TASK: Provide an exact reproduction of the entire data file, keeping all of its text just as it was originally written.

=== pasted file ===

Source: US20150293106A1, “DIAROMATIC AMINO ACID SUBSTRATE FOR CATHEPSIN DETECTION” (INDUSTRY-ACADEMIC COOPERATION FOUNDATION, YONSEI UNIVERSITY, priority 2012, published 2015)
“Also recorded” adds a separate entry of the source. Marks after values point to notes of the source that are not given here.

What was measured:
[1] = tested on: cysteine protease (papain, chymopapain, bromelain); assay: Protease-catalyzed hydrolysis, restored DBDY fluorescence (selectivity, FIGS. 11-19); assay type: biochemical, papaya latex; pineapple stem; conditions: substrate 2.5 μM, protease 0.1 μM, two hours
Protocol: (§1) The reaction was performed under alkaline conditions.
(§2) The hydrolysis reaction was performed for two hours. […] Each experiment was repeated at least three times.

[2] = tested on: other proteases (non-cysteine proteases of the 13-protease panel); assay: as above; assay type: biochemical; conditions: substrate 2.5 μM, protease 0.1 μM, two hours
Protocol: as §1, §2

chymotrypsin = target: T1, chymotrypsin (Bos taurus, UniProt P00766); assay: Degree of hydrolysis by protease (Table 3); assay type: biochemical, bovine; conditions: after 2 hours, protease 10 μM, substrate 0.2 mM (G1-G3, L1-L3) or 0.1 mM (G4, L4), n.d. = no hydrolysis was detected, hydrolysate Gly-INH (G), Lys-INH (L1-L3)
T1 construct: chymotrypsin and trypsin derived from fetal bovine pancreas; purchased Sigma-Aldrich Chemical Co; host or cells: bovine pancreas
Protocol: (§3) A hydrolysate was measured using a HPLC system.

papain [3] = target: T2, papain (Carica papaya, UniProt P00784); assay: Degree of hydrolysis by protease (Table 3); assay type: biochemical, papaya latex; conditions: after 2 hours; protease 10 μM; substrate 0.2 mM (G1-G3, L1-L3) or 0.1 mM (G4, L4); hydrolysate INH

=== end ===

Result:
Source: US20150293106A1, “DIAROMATIC AMINO ACID SUBSTRATE FOR CATHEPSIN DETECTION” (INDUSTRY-ACADEMIC COOPERATION FOUNDATION, YONSEI UNIVERSITY, priority 2012, published 2015)
“Also recorded” adds a separate entry of the source. Marks after values point to notes of the source that are not given here.

What was measured:
[1] = tested on: cysteine protease (papain, chymopapain, bromelain); assay: Protease-catalyzed hydrolysis, restored DBDY fluorescence (selectivity, FIGS. 11-19); assay type: biochemical, papaya latex; pineapple stem; conditions: substrate 2.5 μM, protease 0.1 μM, two hours
Protocol: (§1) The reaction was performed under alkaline conditions.
(§2) The hydrolysis reaction was performed for two hours. […] Each experiment was repeated at least three times.

[2] = tested on: other proteases (non-cysteine proteases of the 13-protease panel); assay: as above; assay type: biochemical; conditions: substrate 2.5 μM, protease 0.1 μM, two hours
Protocol: as §1, §2

chymotrypsin = target: T1, chymotrypsin (Bos taurus, UniProt P00766); assay: Degree of hydrolysis by protease (Table 3); assay type: biochemical, bovine; conditions: after 2 hours, protease 10 μM, substrate 0.2 mM (G1-G3, L1-L3) or 0.1 mM (G4, L4), n.d. = no hydrolysis was detected, hydrolysate Gly-INH (G), Lys-INH (L1-L3)
T1 construct: chymotrypsin and trypsin derived from fetal bovine pancreas; purchased Sigma-Aldrich Chemical Co; host or cells: bovine pancreas
Protocol: (§3) A hydrolysate was measured using a HPLC system.

papain [3] = target: T2, papain (Carica papaya, UniProt P00784); assay: Degree of hydrolysis by protease (Table 3); assay type: biochemical, papaya latex; conditions: after 2 hours; protease 10 μM; substrate 0.2 mM (G1-G3, L1-L3) or 0.1 mM (G4, L4); hydrolysate INH